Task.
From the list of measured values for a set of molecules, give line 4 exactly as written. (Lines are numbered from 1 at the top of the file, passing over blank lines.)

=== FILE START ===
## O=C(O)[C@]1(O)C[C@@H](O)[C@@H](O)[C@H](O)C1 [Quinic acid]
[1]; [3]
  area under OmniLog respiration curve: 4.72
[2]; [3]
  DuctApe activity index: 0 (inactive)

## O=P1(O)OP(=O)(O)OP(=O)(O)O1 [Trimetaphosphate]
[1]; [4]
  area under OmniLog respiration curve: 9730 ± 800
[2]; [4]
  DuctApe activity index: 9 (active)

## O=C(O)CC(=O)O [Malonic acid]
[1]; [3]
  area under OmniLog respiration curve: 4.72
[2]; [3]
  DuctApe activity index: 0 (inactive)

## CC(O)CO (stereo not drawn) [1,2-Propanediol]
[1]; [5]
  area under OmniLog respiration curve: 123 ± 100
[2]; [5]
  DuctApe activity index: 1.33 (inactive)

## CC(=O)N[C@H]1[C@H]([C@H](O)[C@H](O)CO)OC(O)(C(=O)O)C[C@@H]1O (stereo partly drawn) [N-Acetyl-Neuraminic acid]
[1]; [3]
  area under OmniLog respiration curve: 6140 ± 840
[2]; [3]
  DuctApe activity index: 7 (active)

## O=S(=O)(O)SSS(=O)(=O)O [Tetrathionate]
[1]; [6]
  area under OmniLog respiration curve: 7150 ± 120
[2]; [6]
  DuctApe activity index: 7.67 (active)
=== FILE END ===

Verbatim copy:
[2]; [3]